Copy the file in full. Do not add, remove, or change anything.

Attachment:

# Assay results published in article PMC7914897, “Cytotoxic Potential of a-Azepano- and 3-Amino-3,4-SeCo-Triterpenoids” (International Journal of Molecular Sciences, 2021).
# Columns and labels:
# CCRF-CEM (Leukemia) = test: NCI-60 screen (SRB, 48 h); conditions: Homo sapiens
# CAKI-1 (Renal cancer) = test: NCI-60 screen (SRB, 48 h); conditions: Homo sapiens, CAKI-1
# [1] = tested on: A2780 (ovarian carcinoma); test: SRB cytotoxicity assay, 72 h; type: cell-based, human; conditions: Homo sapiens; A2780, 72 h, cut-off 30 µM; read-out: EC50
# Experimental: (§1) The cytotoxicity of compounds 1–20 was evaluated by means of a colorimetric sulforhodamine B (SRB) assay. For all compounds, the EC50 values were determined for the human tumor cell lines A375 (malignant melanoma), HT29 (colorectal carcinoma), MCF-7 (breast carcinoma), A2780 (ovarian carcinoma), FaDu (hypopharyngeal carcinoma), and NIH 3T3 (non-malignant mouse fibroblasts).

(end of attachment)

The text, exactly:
# Assay results published in article PMC7914897, “Cytotoxic Potential of a-Azepano- and 3-Amino-3,4-SeCo-Triterpenoids” (International Journal of Molecular Sciences, 2021).
# Columns and labels:
# CCRF-CEM (Leukemia) = test: NCI-60 screen (SRB, 48 h); conditions: Homo sapiens
# CAKI-1 (Renal cancer) = test: NCI-60 screen (SRB, 48 h); conditions: Homo sapiens, CAKI-1
# [1] = tested on: A2780 (ovarian carcinoma); test: SRB cytotoxicity assay, 72 h; type: cell-based, human; conditions: Homo sapiens; A2780, 72 h, cut-off 30 µM; read-out: EC50
# Experimental: (§1) The cytotoxicity of compounds 1–20 was evaluated by means of a colorimetric sulforhodamine B (SRB) assay. For all compounds, the EC50 values were determined for the human tumor cell lines A375 (malignant melanoma), HT29 (colorectal carcinoma), MCF-7 (breast carcinoma), A2780 (ovarian carcinoma), FaDu (hypopharyngeal carcinoma), and NIH 3T3 (non-malignant mouse fibroblasts).